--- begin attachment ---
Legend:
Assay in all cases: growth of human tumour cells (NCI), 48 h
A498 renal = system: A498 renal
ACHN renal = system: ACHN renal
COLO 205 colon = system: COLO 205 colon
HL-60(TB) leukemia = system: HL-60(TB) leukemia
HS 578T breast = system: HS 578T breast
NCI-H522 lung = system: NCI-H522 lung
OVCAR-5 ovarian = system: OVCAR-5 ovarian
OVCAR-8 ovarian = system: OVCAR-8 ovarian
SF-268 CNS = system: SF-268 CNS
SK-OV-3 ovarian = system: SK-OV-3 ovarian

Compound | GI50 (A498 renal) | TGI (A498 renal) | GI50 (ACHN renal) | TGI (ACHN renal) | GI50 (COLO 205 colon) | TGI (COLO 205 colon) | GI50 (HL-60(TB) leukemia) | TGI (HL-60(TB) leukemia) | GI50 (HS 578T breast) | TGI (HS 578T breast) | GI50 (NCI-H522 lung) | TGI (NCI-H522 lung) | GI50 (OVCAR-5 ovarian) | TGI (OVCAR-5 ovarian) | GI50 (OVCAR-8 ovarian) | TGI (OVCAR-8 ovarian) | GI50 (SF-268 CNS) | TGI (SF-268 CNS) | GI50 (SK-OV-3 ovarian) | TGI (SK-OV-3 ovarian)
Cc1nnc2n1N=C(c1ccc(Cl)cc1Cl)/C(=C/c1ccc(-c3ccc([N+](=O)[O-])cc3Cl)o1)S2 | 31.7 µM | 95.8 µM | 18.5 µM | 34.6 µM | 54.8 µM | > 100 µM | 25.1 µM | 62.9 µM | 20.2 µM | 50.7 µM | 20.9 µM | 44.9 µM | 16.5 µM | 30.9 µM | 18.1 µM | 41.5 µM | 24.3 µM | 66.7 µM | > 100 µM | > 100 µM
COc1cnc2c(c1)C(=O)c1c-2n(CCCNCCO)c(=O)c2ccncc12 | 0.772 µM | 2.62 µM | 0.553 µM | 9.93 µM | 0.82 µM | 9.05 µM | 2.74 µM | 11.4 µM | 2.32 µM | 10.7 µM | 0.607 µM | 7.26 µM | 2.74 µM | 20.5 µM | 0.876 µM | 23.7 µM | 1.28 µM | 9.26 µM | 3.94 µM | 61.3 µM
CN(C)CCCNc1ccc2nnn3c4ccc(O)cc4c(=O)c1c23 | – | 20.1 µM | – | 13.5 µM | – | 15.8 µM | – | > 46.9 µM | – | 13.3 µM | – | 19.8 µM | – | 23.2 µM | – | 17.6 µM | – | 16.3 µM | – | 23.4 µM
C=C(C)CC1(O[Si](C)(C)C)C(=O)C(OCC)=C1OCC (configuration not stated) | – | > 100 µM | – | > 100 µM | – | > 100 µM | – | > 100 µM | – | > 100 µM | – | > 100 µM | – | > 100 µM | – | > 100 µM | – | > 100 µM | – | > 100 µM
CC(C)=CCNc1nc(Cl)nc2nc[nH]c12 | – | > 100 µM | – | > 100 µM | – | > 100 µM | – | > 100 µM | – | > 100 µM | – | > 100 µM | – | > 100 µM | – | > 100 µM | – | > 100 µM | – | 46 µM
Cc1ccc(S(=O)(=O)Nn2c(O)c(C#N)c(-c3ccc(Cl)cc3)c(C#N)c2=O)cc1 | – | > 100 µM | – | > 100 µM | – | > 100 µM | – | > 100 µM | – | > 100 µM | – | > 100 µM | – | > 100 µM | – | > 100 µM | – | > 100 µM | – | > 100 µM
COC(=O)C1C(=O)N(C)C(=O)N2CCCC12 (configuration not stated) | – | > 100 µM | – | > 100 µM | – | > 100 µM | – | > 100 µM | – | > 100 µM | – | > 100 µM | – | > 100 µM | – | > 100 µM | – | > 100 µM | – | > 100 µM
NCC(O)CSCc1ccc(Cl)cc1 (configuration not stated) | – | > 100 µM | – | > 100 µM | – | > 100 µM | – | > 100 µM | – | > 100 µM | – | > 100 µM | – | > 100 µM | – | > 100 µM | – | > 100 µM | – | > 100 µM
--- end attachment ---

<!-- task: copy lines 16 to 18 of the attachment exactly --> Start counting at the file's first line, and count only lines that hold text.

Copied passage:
CN(C)CCCNc1ccc2nnn3c4ccc(O)cc4c(=O)c1c23 | – | 20.1 µM | – | 13.5 µM | – | 15.8 µM | – | > 46.9 µM | – | 13.3 µM | – | 19.8 µM | – | 23.2 µM | – | 17.6 µM | – | 16.3 µM | – | 23.4 µM
C=C(C)CC1(O[Si](C)(C)C)C(=O)C(OCC)=C1OCC (configuration not stated) | – | > 100 µM | – | > 100 µM | – | > 100 µM | – | > 100 µM | – | > 100 µM | – | > 100 µM | – | > 100 µM | – | > 100 µM | – | > 100 µM | – | > 100 µM
CC(C)=CCNc1nc(Cl)nc2nc[nH]c12 | – | > 100 µM | – | > 100 µM | – | > 100 µM | – | > 100 µM | – | > 100 µM | – | > 100 µM | – | > 100 µM | – | > 100 µM | – | > 100 µM | – | 46 µM